Bad power supplies, or evil motherboard?

  1. Posts : 1

    Bad power supplies, or evil motherboard?

    TL;DR: Power supply was working, put computer to sleep, power supply went dead. New power supply was working, did not put computer to sleep, power supply went dead. Is the problem two faulty power supplies or a motherboard from hell?

    Over the past week I've run into a problem with a couple of power supply units, or potentially the motherboard. The best way to describe this problem is to describe the chain of events in order:

    - Computer is functioning normally for years. I put the computer into sleep mode and go to bed.
    - The next morning the computer will not power on.
    - The power supply, NZXT HALE90, makes it's usual "click" sound, but no power.
    - There is also no power when attempting to power on through the motherboard's power button.
    - The motherboard LED light does go on when the power supply is switched to "on".
    - The power supply is removed, tested with multimeter/paperclip trick: No power.
    - A new power supply is purchased, a Corsair gold-rated unit.
    - The power supply is connected to the computer. It powers on successfully and the computer works.
    - The power supply had something like a "hiccup" when powering on. Powered on, then off, then on again.
    - This also happened to my first power supply (HALE90) the first few times using it back in 2013.
    - Computer continues to function normally for the next couple hours. No problems to report during usage.
    - I fall asleep with the computer still on. Upon waking up, the computer is now off. The monitor is still on.
    - The computer will not turn on. The fan will spin for half a second, but no power.
    - As before, the motherboard LED goes on when the power supply is switched to "on".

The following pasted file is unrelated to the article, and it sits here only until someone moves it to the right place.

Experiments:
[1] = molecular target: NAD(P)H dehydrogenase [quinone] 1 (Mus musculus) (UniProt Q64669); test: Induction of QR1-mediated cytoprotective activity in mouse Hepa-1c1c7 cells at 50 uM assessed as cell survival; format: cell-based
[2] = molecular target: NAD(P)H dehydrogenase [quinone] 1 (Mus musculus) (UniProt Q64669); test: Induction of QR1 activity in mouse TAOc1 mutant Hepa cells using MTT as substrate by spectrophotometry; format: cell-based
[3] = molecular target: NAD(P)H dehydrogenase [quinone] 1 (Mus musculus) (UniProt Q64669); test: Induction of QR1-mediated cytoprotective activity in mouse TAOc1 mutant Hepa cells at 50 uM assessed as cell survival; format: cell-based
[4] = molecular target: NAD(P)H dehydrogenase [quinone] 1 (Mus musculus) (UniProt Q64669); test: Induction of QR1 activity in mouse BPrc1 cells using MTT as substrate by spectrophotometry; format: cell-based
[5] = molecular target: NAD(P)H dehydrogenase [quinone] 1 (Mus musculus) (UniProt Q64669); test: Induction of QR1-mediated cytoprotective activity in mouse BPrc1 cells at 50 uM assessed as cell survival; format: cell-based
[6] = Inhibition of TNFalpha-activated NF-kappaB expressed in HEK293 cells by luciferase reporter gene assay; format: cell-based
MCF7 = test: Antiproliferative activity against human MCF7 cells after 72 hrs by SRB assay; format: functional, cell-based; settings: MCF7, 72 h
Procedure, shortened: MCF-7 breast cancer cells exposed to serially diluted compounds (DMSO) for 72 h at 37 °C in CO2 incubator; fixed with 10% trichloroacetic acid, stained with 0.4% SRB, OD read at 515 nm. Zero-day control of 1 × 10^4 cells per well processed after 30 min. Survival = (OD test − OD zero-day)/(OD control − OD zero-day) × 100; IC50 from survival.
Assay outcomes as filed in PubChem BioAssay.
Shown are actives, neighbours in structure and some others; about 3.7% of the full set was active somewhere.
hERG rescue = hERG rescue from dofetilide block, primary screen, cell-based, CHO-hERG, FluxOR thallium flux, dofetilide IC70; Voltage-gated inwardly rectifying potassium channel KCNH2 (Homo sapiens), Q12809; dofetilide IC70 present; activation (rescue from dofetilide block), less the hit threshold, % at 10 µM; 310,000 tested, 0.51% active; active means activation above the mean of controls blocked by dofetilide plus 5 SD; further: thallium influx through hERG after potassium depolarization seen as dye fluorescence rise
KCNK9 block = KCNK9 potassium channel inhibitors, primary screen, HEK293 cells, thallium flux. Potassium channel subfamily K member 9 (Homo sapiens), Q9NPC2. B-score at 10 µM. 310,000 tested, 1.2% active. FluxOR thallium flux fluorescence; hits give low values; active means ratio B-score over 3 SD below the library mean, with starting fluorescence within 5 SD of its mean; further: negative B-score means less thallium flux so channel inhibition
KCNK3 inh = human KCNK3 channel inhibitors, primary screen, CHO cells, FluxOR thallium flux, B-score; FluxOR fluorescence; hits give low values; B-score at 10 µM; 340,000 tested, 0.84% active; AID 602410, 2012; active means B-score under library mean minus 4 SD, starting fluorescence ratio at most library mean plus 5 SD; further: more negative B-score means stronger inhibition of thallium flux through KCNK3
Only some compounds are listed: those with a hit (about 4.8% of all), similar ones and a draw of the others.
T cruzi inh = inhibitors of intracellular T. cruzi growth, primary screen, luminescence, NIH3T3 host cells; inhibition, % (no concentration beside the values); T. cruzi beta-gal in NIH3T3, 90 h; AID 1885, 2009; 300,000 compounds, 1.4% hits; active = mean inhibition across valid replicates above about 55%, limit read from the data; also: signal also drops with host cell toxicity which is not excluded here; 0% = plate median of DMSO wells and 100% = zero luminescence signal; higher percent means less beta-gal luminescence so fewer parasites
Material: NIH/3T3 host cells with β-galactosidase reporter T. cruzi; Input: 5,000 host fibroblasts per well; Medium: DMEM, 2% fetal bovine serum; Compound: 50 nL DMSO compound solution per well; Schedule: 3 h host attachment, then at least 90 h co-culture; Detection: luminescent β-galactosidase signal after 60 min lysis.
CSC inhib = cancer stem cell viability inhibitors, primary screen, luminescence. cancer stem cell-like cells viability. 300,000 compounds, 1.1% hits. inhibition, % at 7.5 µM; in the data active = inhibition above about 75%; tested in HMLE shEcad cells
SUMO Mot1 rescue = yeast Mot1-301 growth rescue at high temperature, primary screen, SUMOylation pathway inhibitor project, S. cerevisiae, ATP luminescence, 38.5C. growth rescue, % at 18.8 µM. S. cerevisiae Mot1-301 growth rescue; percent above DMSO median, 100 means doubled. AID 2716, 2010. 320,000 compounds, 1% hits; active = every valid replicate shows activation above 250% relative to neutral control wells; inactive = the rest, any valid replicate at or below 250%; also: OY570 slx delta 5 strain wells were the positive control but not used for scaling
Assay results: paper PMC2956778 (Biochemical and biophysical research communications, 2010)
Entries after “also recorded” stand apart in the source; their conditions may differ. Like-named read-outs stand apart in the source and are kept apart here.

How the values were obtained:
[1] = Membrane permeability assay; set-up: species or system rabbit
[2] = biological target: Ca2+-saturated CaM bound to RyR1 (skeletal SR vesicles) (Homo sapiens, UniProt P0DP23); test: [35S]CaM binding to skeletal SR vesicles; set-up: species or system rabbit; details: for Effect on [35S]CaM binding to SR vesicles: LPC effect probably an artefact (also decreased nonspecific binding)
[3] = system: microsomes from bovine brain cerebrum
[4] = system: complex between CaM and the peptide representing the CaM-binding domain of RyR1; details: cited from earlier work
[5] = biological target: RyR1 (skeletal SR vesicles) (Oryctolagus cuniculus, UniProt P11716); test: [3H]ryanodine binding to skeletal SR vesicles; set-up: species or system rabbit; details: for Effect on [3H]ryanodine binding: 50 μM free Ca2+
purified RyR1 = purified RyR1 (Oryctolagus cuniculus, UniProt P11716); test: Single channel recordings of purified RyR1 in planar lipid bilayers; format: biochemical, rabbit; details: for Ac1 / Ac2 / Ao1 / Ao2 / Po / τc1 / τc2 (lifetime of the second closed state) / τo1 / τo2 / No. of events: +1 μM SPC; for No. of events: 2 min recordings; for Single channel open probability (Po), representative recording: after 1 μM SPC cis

- The power supply is removed, tested with multimeter/paperclip trick: Power cuts within half a second.

    And that's where I am right now.

    The case is a CoolerMaster HAF, the motherboard is an ASUS P8Z68 model, the video card is a GTX 580.

    The computer is connected to a surge protector that still tests as "protected". There were no power outages during this time, the monitor itself stayed on in the second scenario, and no other electronics connected to the outlet are showing any effects.

    From my perspective there are two possibilities here.
    1) My original power supply simply gave out, and I just happened to purchase a faulty power supply that only worked for a few hours.
    2) My motherboard or some other component is malfunctioning in a way in which the power supply is getting damaged.

    My intuition is of course the first option, but I've been unable to find enough information on my own to rule out the second option. Is that even possible? Is there another option I'm missing? I've now purchased a 3rd power supply. My fear is that if something is wrong with the computer I could burn out the new power supply.

    What explains all this and what should I do? Thanks in advance.
    Last edited by TunaSalad9; 27 Sep 2017 at 13:23. Reason: formatting broke
      My Computer

  2. Caledon Ken's Avatar
    Posts : 24,184
    Windows 10 Pro x64 Version 2004

    Hi TunaSalad9. Welcome to the TenForums @TunaSalad9

    My intuition is motherboard. You said when you paper clipped second PSU it turns on.

    I would disassemble and re-assemble making sure MB screws aren't shorting, cables connections are pull apart and reseated. Remove and reseat expansion cards.

    Inspect MB, particularly capacitors, any mis-shaped?

    I would also not expose my data drive during these tests. Power can be quite destructive and while it hasn't fried a drive you just never know.

    Low voltage condition on your lines, should be 120v slides to 109V, are hard for you to see but power in North America can fluctuate. Very trying on sensitive devices. I use a UPS to compensate for this and full on blips.

    Any chance there is a large load on same house circuit?

    Assuming your BIOS is running defaults you may wish to remove coin battery and reset BIOS. If you've modified you need to re-apply changes. Know what you've changed.

    When you place back together only have installed what you need to boot. When you boot are you getting any beeps?

    Other members will likely have other ideas.

      My Computer

  3. Steve C's Avatar
    Posts : 6,286
    Windows 10 Pro 64 bit

    Do both PSUs fail the paperclip test with nothing else connected to the PSU? If so, then you have two bad PSUs (unlucky!) or a problem with your power lead or mains socket - trace back through these. If the PSU passes the paperclip test but fails under load then suspect the motherboard or other connected peripherals taking an excess load and shutting off the PSU. Note there are handshaking signals between the motherboard and PSU which can cause the PSU not to turn on if the motherboard is faulty.
      My Computers


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